This came heavily recommended, though I've had it in for a while now, and tonight was a good night to have something heavy, dark and brooding. The name, Peaky Blinder, speaks of something dark, mysterious and a big boggy and so it seemed to fit the mood. Obviously you, good reader, will be the ultimate judge of that one. But it's another from T. A. Sadler's that I knew would be more common as time goes on. And, you know, as the marking abates a moment and I can see the clear road to planning for next year up ahead I thought it was a good time to be having an ale.
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This pours dark and powerful from the get go; there's a deepness to it that looks back like the abyss in the works of Nietzsche and the biscuit-coloured head tops it off nicely, a great start. The head arrives in an orderly fashion, no excess fizz or drama, and then slowly recedes to leave just the basic blackness of the mere beneath. Chocolate malt is the dominant aroma, mingling gently with biscuit tones (not a little unlike a chocolate hobnob) and the tropical tang of hops. I was surprised when I checked the bottle and found that amarillo, chinook and citra were key players but I shouldn't have been because they pretty much dominate the nose like some invading army playing hide and seek amongst the waves off the coast. Lying in wait, like Norman horsemen, they play through the surf of the inky dark and assault the small force protecting the beach atop the stones.
Once inland the invading force fans out, going into the mouth with a certain element of caution - though blessed on their mission by the Head of the Church there's no immediate guarantee that God is on your side - and the malt takes that point position. Laying the work through the forest allows the mouth to get used to it, a sparkle from the fizz denoting the blazes left in trunks for the footmen to follow, the cascade and Nelson Sauvin hops following behind as a vanguard, filling the cheeks, before the wave of the main force, chinook and amarillo, mingles back with more of the malt to march steadily toward their goals. All is softness, the footfalls of the men thudding gently on the leaves and litter of the forest trail made up by that heavy thick malt base and the yeast spiralling up in the warmth of the late summer and early autumn. Frost is coming on the mornings but the closeness of the humidity speaks of the possibility of storms to come yet. At 4.6% ABV this is unlikely to take prisoners and, as a black IPA, this is good.
Painstakingly slowly the whole juggernaut reaches a crest, letting the hops have one last battlecry, before they wind softly back into the deep of the woods with nary a disturbed blade of grass to mark their passing and the aftertaste begins to shine through from the canopy, neatly causing the chocolate to show itself, scowl at the new dawn, then run for its own cover back into the holts and animal holes whence it came. A velvet blanket of peat draws over, punctuated by the heady fruit of the citra as the throat warms to its passing, a morning with bright sunshine and the prospect of battle!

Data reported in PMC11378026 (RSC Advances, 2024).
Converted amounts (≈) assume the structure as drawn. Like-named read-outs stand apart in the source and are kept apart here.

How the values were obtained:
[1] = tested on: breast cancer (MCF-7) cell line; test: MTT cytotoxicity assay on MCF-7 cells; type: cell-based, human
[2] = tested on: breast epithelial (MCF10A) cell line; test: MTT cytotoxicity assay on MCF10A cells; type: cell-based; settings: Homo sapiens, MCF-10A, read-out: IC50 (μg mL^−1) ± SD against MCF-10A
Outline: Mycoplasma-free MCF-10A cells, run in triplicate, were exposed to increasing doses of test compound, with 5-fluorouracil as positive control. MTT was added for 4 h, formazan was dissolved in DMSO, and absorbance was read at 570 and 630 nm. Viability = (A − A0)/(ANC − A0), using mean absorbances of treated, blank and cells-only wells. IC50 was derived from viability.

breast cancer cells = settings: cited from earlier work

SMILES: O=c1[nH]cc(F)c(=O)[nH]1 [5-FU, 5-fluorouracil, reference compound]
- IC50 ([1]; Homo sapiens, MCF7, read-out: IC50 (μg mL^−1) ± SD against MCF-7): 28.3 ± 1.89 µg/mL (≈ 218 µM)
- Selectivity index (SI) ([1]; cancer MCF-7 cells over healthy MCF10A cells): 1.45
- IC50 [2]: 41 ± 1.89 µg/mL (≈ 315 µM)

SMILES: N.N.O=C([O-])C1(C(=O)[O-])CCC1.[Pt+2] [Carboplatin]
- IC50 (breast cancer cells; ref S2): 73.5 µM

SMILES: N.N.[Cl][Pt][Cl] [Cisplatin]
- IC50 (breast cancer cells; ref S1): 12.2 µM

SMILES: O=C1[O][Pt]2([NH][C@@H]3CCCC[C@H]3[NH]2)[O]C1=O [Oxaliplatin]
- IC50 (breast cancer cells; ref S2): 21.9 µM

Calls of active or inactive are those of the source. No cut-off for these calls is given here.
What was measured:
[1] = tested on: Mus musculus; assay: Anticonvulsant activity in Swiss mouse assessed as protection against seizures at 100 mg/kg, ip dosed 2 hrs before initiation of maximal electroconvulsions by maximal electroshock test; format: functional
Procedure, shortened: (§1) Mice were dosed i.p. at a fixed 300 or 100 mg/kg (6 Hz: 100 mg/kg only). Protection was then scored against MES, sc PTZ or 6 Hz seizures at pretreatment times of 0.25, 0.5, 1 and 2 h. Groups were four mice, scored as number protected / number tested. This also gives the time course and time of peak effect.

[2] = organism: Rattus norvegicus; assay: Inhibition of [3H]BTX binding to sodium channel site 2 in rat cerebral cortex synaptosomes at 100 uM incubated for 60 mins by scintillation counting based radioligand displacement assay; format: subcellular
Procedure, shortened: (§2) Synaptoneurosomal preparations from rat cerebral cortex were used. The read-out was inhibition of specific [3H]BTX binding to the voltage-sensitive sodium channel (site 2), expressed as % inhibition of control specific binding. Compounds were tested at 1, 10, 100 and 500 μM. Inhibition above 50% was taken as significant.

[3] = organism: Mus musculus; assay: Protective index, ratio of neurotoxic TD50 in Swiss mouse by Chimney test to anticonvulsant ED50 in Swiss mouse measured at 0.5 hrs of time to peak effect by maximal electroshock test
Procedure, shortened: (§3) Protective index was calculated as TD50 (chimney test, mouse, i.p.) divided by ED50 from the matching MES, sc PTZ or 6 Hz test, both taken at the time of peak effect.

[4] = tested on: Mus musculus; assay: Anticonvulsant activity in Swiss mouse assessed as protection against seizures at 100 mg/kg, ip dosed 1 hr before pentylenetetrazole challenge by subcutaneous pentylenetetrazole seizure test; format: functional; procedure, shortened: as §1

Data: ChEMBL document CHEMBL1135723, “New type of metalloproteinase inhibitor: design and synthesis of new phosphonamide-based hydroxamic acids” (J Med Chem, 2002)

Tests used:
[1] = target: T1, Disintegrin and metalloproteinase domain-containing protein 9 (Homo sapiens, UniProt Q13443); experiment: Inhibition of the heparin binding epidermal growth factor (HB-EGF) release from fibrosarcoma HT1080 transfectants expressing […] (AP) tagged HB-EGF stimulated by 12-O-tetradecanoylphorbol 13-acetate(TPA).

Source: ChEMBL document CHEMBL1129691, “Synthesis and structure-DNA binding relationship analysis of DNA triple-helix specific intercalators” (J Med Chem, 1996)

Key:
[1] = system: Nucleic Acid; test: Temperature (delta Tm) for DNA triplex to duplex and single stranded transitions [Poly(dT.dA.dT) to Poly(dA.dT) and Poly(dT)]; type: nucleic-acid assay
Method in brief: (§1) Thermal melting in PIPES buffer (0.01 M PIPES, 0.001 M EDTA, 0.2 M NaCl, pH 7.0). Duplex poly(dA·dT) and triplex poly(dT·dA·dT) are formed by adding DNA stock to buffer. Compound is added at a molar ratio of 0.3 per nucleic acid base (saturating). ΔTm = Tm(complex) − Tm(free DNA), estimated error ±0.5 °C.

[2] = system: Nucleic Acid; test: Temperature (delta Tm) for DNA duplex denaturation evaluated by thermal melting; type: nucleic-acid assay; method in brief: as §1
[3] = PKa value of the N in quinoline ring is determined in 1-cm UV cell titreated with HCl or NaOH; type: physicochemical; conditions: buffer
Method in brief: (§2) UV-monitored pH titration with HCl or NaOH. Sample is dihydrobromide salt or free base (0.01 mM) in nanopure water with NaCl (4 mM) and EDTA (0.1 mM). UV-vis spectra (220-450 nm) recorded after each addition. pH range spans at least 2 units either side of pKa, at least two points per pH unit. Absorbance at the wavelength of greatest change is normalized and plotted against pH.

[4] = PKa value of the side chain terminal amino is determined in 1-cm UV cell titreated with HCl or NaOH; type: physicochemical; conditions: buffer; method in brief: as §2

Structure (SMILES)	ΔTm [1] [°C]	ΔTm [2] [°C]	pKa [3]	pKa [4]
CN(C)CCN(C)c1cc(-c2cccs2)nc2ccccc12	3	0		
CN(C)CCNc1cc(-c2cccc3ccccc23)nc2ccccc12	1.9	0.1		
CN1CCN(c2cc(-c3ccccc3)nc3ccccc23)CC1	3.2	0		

As may be obvious, I rather like this brew. It is not a typical stout and makes me look forward to the chance to create my own version of something like this (I'll say no more for fear of embarrassing myself, I have to actually get in the ingredients) and it is a good and interesting ale. This could be had as part of a longer evening, I get the feeling it would fare well in comparison with standard ambers and goldens as part of a longer walk or pub crawl. Mayhap the sort of ale to begin a walk through the Dales as opposed to the Lakes (where it would be better as one to finish the walk over the fells of Blencathra or around Windermere), I suspect Dovedale would be a good call, and then a gate-keeper to other ales. Yes, this would be good followed by something like Red IPA (here) by the same brewers or a blonde like Jorvik Blonde (here) though, of course, Normans never faced off against the Vikings in 1066.
Enjoy this best however you wish, though I recommend on a misty morning in early Spring or a misty evening in late summer after a day of humidity and the still copper taste of a potential thunderstorm. Wear some soft leather on your feet, walk a long way, smell the forest and the floor as you go and pay attention to the wheeling of birds of prey, the calls of the blackbird and the noises of thrushes and mice in the undergrowth. Expect to see deer or outlaws, eat from the hunk of bread without butter and appreciate that you are here, now, the apex predator on this green earth.